Now, I can deal with annoying characters if the plot is super exciting and moves the story along; that’s how I felt about Margaret Atwood’s The Heart Goes Last, which was chock-full of people who made me want to screeeeam but had a thrilling plot. Not so with Descendant 😦 Instead, it felt jumbled, oscillating between a lot of nothing happening and then a WHOLE lot of everything happening allatonce!!!! I felt like I was always missing information. A small admittance: I never got the connection of the title to the story, guys – who was the crane? A bigger admittance: I found the general plot as it related to the soothsayers quite interesting, but struggled to grasp the intricacies of their backstory and why they are so hated at the time during which the majority of the story takes place. The history of the Eleven was also kind-of intriguing, but I just failed to grasp why they felt they had to execute all the sooths when they came into power. I’ll take the blame for this myself – I was listening to the audiobook at work and in the car, so the possibility exists that I missed the entire history and the Eleven’s motivations. Apparently it all made sense to a lot of other readers who were able to sum it up a lot better than I could after I had listened to the whole book – Alex explains it really awesomely and succinctly:
“Centuries ago, the Eleven ripped Yan from the death grip of arrogant, cruel emperors and built a new society founded on their Tenets. But in order to secure their country and eradicate the last of the emperors’ traditions, they turned against the soothsayers, humans with the ability to magically manipulate matter and see the future. The Eleven had the sooths executed by the thousands, and only those who escaped into the bordering countries or who hid amongst the lowest ranks of civilians survived.”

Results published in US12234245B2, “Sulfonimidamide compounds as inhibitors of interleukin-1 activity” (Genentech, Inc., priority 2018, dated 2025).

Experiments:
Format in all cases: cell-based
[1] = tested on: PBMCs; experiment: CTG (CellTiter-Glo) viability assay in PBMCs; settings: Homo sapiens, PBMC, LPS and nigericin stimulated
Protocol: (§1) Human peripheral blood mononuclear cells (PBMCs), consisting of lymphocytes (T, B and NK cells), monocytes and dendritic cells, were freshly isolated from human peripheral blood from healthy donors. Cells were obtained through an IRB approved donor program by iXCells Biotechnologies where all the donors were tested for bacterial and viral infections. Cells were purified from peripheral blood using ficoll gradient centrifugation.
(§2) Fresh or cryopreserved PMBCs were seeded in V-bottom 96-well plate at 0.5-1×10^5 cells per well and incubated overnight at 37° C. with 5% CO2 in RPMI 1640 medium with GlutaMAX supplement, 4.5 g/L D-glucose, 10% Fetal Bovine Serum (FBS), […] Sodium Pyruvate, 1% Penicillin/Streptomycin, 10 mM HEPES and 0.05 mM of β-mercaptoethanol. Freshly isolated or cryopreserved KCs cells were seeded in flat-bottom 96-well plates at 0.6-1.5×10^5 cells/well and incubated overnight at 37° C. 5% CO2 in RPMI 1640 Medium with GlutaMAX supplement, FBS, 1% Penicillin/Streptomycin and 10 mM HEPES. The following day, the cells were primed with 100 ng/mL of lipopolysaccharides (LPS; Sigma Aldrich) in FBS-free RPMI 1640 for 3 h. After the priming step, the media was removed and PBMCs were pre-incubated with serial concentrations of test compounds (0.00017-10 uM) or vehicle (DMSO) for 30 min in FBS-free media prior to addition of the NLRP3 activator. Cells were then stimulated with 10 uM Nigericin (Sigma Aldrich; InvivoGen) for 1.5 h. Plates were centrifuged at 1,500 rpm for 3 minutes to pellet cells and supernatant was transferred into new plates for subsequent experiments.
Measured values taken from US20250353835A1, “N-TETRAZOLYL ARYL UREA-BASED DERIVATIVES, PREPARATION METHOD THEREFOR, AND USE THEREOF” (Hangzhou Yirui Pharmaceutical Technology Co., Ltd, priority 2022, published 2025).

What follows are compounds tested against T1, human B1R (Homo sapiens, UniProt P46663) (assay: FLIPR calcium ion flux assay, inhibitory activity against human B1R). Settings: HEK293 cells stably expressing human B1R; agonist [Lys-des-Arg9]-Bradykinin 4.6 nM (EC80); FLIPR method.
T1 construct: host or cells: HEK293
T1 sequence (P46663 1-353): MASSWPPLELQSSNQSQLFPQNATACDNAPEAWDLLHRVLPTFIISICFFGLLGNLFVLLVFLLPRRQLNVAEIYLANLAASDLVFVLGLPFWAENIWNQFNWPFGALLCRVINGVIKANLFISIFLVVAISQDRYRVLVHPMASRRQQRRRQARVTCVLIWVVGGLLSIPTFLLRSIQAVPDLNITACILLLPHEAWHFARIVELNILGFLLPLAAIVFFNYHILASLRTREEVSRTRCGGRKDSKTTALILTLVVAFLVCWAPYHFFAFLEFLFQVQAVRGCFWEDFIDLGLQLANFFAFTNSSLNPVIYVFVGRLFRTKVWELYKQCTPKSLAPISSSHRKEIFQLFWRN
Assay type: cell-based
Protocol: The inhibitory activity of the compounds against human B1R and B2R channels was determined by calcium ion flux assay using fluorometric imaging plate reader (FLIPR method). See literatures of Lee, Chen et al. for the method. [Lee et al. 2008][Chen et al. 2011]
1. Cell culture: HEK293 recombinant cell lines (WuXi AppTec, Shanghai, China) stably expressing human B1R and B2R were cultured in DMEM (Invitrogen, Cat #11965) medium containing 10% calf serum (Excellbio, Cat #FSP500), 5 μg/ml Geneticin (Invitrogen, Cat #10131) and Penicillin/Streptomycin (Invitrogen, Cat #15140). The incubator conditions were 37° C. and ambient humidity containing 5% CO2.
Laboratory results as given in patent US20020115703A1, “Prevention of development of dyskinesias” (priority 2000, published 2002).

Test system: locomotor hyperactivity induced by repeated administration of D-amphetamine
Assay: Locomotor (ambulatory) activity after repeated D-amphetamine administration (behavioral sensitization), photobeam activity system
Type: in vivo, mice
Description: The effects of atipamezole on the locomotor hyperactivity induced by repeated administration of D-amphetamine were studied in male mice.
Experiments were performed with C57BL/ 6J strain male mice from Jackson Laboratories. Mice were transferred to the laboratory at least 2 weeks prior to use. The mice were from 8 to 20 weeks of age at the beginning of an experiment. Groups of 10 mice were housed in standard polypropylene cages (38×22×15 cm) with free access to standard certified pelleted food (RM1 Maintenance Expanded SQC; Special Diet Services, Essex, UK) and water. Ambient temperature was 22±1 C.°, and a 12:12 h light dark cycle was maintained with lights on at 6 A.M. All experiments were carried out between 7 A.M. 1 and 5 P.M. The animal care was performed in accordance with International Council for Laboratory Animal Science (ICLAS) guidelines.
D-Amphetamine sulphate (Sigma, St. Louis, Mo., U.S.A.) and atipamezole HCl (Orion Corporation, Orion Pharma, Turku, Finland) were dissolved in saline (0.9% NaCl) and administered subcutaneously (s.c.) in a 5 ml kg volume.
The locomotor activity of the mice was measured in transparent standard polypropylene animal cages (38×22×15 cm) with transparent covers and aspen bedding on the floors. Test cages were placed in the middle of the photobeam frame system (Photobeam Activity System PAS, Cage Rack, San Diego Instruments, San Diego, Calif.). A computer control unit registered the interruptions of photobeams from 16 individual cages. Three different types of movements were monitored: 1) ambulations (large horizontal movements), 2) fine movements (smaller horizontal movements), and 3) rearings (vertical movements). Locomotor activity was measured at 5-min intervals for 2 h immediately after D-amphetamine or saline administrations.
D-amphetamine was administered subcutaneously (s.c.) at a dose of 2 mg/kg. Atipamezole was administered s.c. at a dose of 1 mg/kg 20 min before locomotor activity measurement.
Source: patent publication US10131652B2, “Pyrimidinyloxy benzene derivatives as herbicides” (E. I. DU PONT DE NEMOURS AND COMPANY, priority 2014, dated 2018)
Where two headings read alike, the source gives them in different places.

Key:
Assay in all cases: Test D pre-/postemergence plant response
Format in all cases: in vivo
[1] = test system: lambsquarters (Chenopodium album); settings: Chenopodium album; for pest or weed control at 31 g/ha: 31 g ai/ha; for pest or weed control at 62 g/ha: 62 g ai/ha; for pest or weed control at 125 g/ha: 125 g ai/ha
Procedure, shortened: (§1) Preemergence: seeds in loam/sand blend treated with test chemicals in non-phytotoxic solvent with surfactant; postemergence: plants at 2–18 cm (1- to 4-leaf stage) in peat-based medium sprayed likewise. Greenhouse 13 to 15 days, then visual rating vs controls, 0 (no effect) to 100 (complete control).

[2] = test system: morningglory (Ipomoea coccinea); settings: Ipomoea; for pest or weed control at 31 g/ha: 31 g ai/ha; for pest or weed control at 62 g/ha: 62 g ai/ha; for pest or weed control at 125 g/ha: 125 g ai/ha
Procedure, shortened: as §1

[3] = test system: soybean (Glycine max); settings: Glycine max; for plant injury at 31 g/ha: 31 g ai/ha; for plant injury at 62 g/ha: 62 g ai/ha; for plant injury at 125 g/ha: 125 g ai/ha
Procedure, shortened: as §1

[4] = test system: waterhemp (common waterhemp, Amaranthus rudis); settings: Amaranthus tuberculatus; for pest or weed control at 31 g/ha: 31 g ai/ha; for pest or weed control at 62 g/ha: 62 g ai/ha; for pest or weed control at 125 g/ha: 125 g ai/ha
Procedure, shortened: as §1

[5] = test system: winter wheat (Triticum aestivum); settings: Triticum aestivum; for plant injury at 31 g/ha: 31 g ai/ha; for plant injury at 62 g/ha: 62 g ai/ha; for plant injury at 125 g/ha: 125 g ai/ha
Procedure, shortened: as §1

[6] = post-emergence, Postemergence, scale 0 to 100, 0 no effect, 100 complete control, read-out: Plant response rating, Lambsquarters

What I did love in the story was the world-building. The backdrop of this novel is really gorgeous, and I loved the Chinese-inspired traditions, clothing, writing techniques, food and language. Nancy Wu, who narrated the audiobook to which I listened, did an amazing job voicing all the characters; her pronunciation was authentic and she strove to differentiate between different people without making caricatures of anyone. The only thing I found disconcerting was that she gave the Prince of Kendi’a a decidedly Australian accent, which I felt was a little at-odds with the whole setting of the book – although it definitely distinguished him from other characters during dialogue scenes.
There were a lot of twists and intrigue, but I found myself disappointed by most of them, even the ones I didn’t guess at. The pacing really just felt off a lot of the time; characters blew hot and cold; people were prominent and then suddenly disappeared only to randomly reappear and then disappear again.
In conclusion, my GoodReads review is this comprehensive: “Oh, it was just FINE. I wanted it to be better but it was just FINE. I was excessively underwhelmed.”
And that’s all she wrote, folks!
You’ve heard what I think; now I’d love to hear your opinion! Have you read Descendant of the Crane? If so, do you agree with me, or did you love it? What did I miss, if you thought it was fantastic? Have you read anything this year that you’d highly anticipated and which ended up disappointing you? Tell me all your thoughts!